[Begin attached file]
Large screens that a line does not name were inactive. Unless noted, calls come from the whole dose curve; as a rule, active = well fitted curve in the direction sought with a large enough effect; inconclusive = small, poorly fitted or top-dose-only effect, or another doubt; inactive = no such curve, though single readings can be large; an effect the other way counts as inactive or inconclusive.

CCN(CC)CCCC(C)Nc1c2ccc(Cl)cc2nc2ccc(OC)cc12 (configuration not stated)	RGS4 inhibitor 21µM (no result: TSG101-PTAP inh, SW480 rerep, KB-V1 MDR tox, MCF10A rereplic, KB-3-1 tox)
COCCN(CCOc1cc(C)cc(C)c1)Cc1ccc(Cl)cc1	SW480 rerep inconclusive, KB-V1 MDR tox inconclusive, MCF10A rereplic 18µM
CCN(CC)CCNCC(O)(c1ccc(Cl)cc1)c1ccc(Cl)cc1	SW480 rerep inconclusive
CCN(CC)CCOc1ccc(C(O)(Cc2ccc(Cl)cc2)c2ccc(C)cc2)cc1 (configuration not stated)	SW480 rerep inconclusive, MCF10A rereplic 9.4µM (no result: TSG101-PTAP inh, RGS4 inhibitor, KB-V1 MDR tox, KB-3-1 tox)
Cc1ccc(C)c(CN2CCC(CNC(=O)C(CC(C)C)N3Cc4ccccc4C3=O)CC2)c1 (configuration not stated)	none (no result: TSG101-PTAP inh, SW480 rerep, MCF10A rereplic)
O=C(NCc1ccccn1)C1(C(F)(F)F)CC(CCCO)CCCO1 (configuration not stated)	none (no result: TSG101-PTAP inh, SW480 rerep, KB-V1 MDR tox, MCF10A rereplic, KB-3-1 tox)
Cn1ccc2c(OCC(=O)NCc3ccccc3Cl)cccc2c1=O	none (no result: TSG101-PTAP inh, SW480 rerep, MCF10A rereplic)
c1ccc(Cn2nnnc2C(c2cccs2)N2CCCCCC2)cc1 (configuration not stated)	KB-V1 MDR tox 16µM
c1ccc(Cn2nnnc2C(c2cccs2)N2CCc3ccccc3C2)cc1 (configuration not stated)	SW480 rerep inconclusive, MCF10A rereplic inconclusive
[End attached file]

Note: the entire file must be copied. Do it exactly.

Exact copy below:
Large screens that a line does not name were inactive. Unless noted, calls come from the whole dose curve; as a rule, active = well fitted curve in the direction sought with a large enough effect; inconclusive = small, poorly fitted or top-dose-only effect, or another doubt; inactive = no such curve, though single readings can be large; an effect the other way counts as inactive or inconclusive.

CCN(CC)CCCC(C)Nc1c2ccc(Cl)cc2nc2ccc(OC)cc12 (configuration not stated)	RGS4 inhibitor 21µM (no result: TSG101-PTAP inh, SW480 rerep, KB-V1 MDR tox, MCF10A rereplic, KB-3-1 tox)
COCCN(CCOc1cc(C)cc(C)c1)Cc1ccc(Cl)cc1	SW480 rerep inconclusive, KB-V1 MDR tox inconclusive, MCF10A rereplic 18µM
CCN(CC)CCNCC(O)(c1ccc(Cl)cc1)c1ccc(Cl)cc1	SW480 rerep inconclusive
CCN(CC)CCOc1ccc(C(O)(Cc2ccc(Cl)cc2)c2ccc(C)cc2)cc1 (configuration not stated)	SW480 rerep inconclusive, MCF10A rereplic 9.4µM (no result: TSG101-PTAP inh, RGS4 inhibitor, KB-V1 MDR tox, KB-3-1 tox)
Cc1ccc(C)c(CN2CCC(CNC(=O)C(CC(C)C)N3Cc4ccccc4C3=O)CC2)c1 (configuration not stated)	none (no result: TSG101-PTAP inh, SW480 rerep, MCF10A rereplic)
O=C(NCc1ccccn1)C1(C(F)(F)F)CC(CCCO)CCCO1 (configuration not stated)	none (no result: TSG101-PTAP inh, SW480 rerep, KB-V1 MDR tox, MCF10A rereplic, KB-3-1 tox)
Cn1ccc2c(OCC(=O)NCc3ccccc3Cl)cccc2c1=O	none (no result: TSG101-PTAP inh, SW480 rerep, MCF10A rereplic)
c1ccc(Cn2nnnc2C(c2cccs2)N2CCCCCC2)cc1 (configuration not stated)	KB-V1 MDR tox 16µM
c1ccc(Cn2nnnc2C(c2cccs2)N2CCc3ccccc3C2)cc1 (configuration not stated)	SW480 rerep inconclusive, MCF10A rereplic inconclusive